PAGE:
A message from AGC of America CEO Steve Sandherr:
November 8, 2021
As you know, the House passed the Bipartisan Infrastructure Framework (BIF) early Saturday morning, sending it to the President for his expected signature. This $1.2 trillion package represents historic and meaningful increases in infrastructure investment long sought by AGC. It is the result of years of public relations efforts, educating policy makers on the economic and social benefits of infrastructure, and grass roots activism by AGC. Unfortunately, there has been a campaign of misinformation about the contents of the bill promoted by political opportunists and disingenuous media outlets. To set the record straight during House consideration of the bill, AGC developed a “Myths vs. Facts” document that can be read HERE. We also created a document that summarizes the contents of the measure HERE.
Beyond these documents, there are some additional observations that need to be considered as we have already heard voices within AGC who may be disappointed with our support for the legislation. You are free to share these observations and the documents presented above with any members who question our support for the bill.
Passing the Infrastructure Bill Made it Harder, Not Easier, to Enact the “Human Infrastructure” Spending Package
As we have already witnessed, the House Democrats have had a difficult time in drafting a version of the so-called “Human Infrastructure” or budget reconciliation bill. There is some conventional wisdom that the passage of the bipartisan infrastructure bill will provide an opportunity for Democratic “moderates” to now support the $1.75 trillion (or whatever its price tag is) social spending package. The opposite is likely a more realistic outcome. To their regret, House Democratic leaders held the bill hostage after it passed the Senate to compel the moderate wing to support the larger spending bill. Now that the BIF and the human infrastructure bill have been decoupled, the “carrot” has been removed and only a “stick” remains to encourage moderates to back the larger spending package. That “stick,” however is a rather thin reed as many moderates, having digested last week’s election results, recognize that their support of a bloated spending package may very well cost them at the ballot box next November.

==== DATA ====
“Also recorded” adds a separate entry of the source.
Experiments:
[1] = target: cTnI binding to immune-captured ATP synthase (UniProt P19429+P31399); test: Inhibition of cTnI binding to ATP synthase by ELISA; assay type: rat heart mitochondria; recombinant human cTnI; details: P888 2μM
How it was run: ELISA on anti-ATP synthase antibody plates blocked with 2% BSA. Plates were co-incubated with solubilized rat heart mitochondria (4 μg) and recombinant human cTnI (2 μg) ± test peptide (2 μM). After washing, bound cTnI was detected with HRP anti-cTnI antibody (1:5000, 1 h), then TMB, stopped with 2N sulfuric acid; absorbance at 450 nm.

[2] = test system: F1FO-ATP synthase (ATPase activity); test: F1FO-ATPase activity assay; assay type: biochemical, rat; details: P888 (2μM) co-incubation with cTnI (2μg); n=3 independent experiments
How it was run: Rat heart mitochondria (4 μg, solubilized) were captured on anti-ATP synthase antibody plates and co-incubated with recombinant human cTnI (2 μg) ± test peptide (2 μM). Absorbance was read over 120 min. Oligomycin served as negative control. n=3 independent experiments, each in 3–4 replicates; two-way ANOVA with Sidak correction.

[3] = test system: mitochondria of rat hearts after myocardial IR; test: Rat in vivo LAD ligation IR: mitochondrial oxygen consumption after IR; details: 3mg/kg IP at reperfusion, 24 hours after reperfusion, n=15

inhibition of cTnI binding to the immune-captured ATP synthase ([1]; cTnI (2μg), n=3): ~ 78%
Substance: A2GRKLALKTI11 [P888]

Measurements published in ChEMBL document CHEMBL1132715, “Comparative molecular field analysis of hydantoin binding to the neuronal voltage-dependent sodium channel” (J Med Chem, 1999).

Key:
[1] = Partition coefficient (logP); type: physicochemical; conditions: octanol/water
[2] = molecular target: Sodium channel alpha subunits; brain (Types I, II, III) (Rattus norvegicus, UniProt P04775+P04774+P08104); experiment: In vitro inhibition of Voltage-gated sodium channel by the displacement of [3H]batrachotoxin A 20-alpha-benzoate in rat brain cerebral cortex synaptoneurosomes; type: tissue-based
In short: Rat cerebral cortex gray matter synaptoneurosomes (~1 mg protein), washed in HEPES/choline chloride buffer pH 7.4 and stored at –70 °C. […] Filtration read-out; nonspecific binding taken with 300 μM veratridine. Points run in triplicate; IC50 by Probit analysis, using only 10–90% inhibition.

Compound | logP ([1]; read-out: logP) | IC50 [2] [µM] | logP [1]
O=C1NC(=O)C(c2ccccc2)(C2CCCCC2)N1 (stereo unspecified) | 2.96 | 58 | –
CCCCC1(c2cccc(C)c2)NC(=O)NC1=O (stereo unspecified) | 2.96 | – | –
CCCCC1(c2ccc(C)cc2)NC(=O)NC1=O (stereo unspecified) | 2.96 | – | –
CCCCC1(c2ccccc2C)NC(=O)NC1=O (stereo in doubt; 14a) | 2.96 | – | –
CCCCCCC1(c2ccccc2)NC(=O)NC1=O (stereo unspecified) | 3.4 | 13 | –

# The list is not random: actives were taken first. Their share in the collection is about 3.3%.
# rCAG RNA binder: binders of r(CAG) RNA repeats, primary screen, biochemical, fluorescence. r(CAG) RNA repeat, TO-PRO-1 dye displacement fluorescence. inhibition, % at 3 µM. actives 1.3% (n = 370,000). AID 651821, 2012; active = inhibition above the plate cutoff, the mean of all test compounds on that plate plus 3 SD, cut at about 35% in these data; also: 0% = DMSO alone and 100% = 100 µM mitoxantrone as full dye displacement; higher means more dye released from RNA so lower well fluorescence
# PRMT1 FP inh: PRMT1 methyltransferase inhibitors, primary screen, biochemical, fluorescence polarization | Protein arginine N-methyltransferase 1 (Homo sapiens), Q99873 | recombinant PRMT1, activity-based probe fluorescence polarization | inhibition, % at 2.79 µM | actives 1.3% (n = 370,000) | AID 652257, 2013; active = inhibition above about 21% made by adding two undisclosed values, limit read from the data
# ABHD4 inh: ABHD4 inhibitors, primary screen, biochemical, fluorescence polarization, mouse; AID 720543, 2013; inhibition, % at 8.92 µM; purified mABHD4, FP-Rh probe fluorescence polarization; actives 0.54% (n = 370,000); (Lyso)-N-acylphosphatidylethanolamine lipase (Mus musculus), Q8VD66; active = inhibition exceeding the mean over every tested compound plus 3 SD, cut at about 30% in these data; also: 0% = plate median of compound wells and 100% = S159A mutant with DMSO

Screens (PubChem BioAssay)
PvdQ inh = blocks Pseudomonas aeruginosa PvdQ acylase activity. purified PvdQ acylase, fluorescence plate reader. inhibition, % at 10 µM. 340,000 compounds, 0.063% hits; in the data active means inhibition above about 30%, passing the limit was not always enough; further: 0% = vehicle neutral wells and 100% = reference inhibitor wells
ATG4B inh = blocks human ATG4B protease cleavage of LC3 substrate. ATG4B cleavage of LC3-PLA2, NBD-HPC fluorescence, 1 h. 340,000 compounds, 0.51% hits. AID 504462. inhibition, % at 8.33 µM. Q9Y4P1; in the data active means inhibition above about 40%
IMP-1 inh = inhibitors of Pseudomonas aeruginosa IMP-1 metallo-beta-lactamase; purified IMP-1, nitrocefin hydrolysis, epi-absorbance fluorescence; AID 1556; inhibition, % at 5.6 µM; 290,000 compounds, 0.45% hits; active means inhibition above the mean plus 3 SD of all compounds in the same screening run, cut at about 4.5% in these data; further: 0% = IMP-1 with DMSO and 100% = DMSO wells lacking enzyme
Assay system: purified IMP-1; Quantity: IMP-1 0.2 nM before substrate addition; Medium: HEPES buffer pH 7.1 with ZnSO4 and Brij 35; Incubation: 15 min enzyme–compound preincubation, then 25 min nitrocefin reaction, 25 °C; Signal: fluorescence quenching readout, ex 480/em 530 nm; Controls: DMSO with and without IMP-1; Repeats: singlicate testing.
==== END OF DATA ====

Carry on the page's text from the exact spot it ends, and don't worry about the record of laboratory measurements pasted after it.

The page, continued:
House moderates also recognize that a House passed package—regardless of its eventual contents—will not pass the Senate. As we all have witnessed over the past few months, Senators Manchin and Sinema hold a metaphorical yellow highlighter that will determine what is in and what is out of a Senate bill, or, if in fact there is a Senate bill. With the uncertainty that remains in the Senate, many House moderates may choose not to walk a political gangplank of supporting a House package that stands no chance of becoming law before the Senate acts. Forcing the Speaker to postpone a vote on the human infrastructure bill until the Congressional Budget Office determines the actual cost of the proposal provides them with an “out” to withhold their support for a House proposal.
Trump Would Have Happily Signed the Bipartisan Infrastructure Bill Into Law
One of the central themes of Donald Trump’s 2016 presidential campaign was to invest $1 trillion in our aging infrastructure. Shortly after becoming president, he raised his ask to $2 trillion and developed a policy framework that AGC and GOP Congressional leaders supported. Many of the elements of the Trump plan are contained in the BIF. Most notably, President Trump’s executive order commonly known as “One Federal Decision” that streamlines the National Environmental Policy Act approval process is part of the recently-passed infrastructure bill. Inclusion of this provision was a significant accomplishment considering the strong opposition that environmental groups mounted against it. Notwithstanding their efforts, every Democrat on the Senate Environment and Public Works Committee voted for it. The intellectual inconsistency of the former President and House GOP leaders has been disappointing.